if you still have problems email me. your code looks easy enough to debug i can work on it with you. i'd take a closer look now but its almost 2 am and im gettin a lil tired =d
    my spider-sense be tingling.

    Ron - SCU Math/CS Major

  4. #4
    Registered User gell10's Avatar
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    hehe ok but my problem is i want to be able to alter the data in my structures through a generic function
    for example (this is code i am making up right now so bear with me) =)
    Code:
    #include <iostream.h>
    
    int businessnumbergenerator(business x);
    
    struct business
    {
            float income;
            float expenses;
    };
    
    business mcdonalds;
    business dennys;
    
    int main()
    {
            cout<<"check businesses"<<endl;
            businessnumbergenerator(mcdonalds);
            businessnumbergenerator(dennys);
            return 0;
    }
    
    int businessnumbergenerator(business x);
    {
            x.income=50;
            x.expenses=34;
            return 0;
    }

  5. #5
    Registered User gell10's Avatar
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    i guess my question is, is that code possible because it doesn't seem to work for me

  6. #6
    C++ Witch laserlight's Avatar
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    Are you doing this for a hobby?

    It might be easier to manage this using classes in an objected oriented model instead.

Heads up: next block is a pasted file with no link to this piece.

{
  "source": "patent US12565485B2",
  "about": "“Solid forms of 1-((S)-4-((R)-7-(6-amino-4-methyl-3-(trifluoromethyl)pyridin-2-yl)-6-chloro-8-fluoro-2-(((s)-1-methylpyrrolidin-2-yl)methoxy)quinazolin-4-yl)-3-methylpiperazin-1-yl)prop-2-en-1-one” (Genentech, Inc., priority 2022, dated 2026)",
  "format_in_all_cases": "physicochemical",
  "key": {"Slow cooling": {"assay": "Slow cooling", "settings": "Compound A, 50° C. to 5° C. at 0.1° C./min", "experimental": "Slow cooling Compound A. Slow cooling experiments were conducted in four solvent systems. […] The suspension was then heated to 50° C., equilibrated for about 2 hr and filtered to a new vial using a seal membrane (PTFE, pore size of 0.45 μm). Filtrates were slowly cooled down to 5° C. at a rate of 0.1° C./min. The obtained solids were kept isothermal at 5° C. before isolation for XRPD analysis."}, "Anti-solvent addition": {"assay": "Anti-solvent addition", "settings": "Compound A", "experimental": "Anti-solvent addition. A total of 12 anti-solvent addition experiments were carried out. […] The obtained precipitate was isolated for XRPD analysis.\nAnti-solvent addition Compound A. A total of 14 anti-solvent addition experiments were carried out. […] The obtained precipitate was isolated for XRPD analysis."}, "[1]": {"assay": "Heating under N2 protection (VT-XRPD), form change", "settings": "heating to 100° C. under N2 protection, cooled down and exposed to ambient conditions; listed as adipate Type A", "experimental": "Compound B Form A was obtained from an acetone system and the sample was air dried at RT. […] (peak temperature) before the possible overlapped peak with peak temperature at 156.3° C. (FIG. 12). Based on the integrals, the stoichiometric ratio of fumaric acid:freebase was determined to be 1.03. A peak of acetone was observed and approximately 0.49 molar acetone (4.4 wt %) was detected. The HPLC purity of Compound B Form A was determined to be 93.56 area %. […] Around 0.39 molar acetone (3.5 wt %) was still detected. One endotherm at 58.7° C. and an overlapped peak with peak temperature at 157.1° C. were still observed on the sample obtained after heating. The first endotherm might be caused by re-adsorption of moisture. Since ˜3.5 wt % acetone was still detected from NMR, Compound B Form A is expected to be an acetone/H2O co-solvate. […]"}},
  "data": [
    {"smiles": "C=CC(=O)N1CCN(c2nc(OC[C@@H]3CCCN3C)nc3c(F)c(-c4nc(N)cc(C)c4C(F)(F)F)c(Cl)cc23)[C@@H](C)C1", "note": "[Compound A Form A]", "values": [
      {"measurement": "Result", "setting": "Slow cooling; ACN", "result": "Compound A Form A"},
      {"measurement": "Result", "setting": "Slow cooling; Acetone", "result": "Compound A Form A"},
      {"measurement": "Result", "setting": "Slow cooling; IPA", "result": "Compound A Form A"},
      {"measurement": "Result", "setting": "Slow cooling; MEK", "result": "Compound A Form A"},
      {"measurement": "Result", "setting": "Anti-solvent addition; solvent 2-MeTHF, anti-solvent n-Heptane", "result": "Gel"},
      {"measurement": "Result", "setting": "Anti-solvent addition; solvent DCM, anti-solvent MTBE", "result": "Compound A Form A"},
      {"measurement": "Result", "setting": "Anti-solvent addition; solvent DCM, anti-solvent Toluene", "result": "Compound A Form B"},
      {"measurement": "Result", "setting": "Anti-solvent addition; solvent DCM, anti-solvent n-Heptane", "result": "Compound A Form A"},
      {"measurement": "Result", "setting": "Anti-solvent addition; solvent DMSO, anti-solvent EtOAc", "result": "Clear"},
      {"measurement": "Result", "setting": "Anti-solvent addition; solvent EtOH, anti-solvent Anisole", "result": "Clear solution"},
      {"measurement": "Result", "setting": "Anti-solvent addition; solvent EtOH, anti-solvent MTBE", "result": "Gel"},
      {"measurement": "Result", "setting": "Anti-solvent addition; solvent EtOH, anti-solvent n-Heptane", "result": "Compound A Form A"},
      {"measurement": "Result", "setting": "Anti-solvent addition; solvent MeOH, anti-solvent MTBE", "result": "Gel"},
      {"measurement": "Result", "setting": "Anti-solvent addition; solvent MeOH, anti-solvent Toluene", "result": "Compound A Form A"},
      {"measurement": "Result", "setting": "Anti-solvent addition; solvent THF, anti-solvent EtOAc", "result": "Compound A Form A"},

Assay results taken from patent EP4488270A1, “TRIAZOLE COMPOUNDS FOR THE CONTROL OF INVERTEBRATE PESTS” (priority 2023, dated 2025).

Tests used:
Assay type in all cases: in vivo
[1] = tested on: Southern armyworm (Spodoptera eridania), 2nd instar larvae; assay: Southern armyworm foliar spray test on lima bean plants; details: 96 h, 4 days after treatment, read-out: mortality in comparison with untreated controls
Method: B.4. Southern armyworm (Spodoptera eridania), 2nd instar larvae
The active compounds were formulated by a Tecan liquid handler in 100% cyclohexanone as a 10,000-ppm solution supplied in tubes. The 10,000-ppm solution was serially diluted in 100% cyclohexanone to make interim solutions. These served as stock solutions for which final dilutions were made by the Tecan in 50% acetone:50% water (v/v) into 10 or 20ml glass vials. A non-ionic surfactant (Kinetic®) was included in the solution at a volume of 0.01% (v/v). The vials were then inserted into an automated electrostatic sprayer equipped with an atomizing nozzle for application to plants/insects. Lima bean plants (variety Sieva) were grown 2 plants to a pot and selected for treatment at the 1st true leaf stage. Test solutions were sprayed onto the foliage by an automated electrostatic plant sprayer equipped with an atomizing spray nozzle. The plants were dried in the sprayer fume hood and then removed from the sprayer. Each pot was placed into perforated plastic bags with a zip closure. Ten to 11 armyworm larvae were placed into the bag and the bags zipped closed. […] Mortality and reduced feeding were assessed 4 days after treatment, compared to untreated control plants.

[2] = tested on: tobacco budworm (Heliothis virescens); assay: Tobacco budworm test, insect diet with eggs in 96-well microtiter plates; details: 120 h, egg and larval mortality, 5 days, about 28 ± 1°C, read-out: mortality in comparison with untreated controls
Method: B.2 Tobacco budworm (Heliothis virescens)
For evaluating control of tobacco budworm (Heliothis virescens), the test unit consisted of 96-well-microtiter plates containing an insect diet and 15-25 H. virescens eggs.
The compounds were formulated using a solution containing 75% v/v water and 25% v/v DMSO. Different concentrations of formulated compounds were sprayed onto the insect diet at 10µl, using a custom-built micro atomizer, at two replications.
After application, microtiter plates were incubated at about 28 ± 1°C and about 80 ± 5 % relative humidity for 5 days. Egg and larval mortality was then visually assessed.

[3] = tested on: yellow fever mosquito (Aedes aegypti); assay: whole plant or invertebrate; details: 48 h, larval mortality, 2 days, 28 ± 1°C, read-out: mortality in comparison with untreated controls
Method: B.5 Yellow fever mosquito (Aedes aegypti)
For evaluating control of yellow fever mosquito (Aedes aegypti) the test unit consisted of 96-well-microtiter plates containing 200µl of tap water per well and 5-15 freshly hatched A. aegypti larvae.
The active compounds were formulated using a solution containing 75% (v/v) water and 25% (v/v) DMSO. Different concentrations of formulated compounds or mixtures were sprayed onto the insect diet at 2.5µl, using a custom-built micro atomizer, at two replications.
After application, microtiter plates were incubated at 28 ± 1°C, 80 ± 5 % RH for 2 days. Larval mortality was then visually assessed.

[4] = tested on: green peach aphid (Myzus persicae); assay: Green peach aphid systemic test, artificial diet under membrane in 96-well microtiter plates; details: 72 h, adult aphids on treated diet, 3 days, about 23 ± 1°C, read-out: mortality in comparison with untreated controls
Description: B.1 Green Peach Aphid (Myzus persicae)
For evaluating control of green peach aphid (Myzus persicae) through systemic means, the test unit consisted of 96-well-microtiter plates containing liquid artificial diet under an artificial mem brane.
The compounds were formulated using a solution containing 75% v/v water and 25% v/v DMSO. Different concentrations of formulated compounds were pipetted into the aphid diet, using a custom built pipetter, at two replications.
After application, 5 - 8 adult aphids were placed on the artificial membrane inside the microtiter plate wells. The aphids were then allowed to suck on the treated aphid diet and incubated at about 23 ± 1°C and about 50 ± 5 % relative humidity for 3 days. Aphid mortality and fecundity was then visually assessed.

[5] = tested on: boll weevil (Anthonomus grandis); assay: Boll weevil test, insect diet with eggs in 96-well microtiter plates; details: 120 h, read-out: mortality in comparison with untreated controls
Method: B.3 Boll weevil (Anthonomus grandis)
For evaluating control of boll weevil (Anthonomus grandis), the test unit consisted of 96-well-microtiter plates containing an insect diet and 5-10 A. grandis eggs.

C + C++ Compiler: MinGW port of GCC
    Version Control System: Bazaar

    Look up a C++ Reference and learn How To Ask Questions The Smart Way

  7. #7
    Registered User gell10's Avatar
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    yeah i'm a beginner, i'm trying to learn about functions and stuff before i move onto graphics. is there a way to perform the function i said above or would i have to type out each structure individually? am i making sense? do i have to use classes instead?

  8. #8
    Yes, my avatar is stolen anonytmouse's Avatar
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    Currently, you are passing the structure by value. This means that a copy of the structure is passed to the function. Changes made to the copy will not be reflected in the original.

    You need to pass the structure by reference. This means that a reference to the original is passed to the function instead of a copy.

    Code:
    int main()
    {
            cout<<"check businesses"<<endl;
            businessnumbergenerator(mcdonalds);
            businessnumbergenerator(dennys);
            return 0;
    }
    
    // The & specifies that the argument should be passed by reference
    int businessnumbergenerator(business & x);
    {
            x.income=50;
            x.expenses=34;
            return 0;
    }
    Alternatively, you can pass a pointer to the original.
    Code:
    int main()
    {
            cout<<"check businesses"<<endl;
            // Pass the address of each structure to the function
            businessnumbergenerator(&mcdonalds);
            businessnumbergenerator(&dennys);
            return 0;
    }
    
    // The asterisk signifies that this function takes a pointer to a business structure
    int businessnumbergenerator(business * x);
    {
            // We use the -> operator instead of . This dereferences the structure
            // pointer and accesses the specified member.
            x->income=50;
            x->expenses=34;
            return 0;
    }
    Last edited by anonytmouse; 06-06-2004 at 04:39 AM.

  9. #9
    Registered User gell10's Avatar
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    Thank you that works wonderfully :-D